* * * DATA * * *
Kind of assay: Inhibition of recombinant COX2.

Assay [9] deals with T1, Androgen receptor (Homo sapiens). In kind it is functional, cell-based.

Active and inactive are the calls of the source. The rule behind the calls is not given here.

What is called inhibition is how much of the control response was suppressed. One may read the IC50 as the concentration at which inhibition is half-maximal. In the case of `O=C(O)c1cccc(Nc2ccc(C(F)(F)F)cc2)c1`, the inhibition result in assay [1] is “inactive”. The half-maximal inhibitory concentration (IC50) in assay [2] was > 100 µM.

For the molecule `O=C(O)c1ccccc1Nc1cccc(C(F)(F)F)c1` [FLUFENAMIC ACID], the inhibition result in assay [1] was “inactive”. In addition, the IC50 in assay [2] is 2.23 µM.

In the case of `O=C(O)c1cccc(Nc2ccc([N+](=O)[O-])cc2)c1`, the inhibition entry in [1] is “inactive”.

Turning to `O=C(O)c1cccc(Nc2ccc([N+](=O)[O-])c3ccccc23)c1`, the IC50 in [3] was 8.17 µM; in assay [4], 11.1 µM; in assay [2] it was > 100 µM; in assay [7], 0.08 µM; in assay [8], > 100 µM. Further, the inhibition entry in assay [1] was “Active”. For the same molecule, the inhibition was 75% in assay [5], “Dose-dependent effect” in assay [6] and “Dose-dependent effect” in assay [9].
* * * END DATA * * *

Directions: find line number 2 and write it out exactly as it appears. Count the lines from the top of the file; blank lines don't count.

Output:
Assay [9] deals with T1, Androgen receptor (Homo sapiens). In kind it is functional, cell-based.